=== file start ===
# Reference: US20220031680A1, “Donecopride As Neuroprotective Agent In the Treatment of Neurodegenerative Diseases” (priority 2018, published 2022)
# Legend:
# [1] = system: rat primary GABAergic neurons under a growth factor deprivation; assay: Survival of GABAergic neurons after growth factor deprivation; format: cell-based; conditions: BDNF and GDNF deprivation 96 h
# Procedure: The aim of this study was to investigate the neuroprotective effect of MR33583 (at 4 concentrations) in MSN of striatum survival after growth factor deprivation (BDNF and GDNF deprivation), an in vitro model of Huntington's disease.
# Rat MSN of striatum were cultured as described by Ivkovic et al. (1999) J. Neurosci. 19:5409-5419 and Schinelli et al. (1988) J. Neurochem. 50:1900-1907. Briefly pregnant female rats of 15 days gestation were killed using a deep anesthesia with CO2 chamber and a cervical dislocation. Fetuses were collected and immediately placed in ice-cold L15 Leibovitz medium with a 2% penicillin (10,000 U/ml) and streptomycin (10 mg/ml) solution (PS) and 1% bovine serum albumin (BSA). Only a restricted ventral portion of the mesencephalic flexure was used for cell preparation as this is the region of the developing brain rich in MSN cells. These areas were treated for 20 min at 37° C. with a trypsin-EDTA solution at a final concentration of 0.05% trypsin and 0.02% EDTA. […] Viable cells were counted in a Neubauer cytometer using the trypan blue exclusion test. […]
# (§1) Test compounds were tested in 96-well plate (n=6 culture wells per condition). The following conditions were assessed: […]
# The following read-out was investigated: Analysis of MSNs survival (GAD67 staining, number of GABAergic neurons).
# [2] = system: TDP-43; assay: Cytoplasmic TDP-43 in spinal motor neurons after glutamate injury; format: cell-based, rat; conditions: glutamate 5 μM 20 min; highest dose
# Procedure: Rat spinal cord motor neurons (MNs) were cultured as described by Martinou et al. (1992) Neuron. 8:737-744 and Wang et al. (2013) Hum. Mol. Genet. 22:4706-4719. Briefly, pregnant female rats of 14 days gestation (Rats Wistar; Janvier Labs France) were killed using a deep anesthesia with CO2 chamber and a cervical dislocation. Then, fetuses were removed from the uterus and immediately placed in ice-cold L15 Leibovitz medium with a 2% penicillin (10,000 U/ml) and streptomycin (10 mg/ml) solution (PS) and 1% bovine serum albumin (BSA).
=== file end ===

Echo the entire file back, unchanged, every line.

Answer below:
# Reference: US20220031680A1, “Donecopride As Neuroprotective Agent In the Treatment of Neurodegenerative Diseases” (priority 2018, published 2022)
# Legend:
# [1] = system: rat primary GABAergic neurons under a growth factor deprivation; assay: Survival of GABAergic neurons after growth factor deprivation; format: cell-based; conditions: BDNF and GDNF deprivation 96 h
# Procedure: The aim of this study was to investigate the neuroprotective effect of MR33583 (at 4 concentrations) in MSN of striatum survival after growth factor deprivation (BDNF and GDNF deprivation), an in vitro model of Huntington's disease.
# Rat MSN of striatum were cultured as described by Ivkovic et al. (1999) J. Neurosci. 19:5409-5419 and Schinelli et al. (1988) J. Neurochem. 50:1900-1907. Briefly pregnant female rats of 15 days gestation were killed using a deep anesthesia with CO2 chamber and a cervical dislocation. Fetuses were collected and immediately placed in ice-cold L15 Leibovitz medium with a 2% penicillin (10,000 U/ml) and streptomycin (10 mg/ml) solution (PS) and 1% bovine serum albumin (BSA). Only a restricted ventral portion of the mesencephalic flexure was used for cell preparation as this is the region of the developing brain rich in MSN cells. These areas were treated for 20 min at 37° C. with a trypsin-EDTA solution at a final concentration of 0.05% trypsin and 0.02% EDTA. […] Viable cells were counted in a Neubauer cytometer using the trypan blue exclusion test. […]
# (§1) Test compounds were tested in 96-well plate (n=6 culture wells per condition). The following conditions were assessed: […]
# The following read-out was investigated: Analysis of MSNs survival (GAD67 staining, number of GABAergic neurons).
# [2] = system: TDP-43; assay: Cytoplasmic TDP-43 in spinal motor neurons after glutamate injury; format: cell-based, rat; conditions: glutamate 5 μM 20 min; highest dose
# Procedure: Rat spinal cord motor neurons (MNs) were cultured as described by Martinou et al. (1992) Neuron. 8:737-744 and Wang et al. (2013) Hum. Mol. Genet. 22:4706-4719. Briefly, pregnant female rats of 14 days gestation (Rats Wistar; Janvier Labs France) were killed using a deep anesthesia with CO2 chamber and a cervical dislocation. Then, fetuses were removed from the uterus and immediately placed in ice-cold L15 Leibovitz medium with a 2% penicillin (10,000 U/ml) and streptomycin (10 mg/ml) solution (PS) and 1% bovine serum albumin (BSA).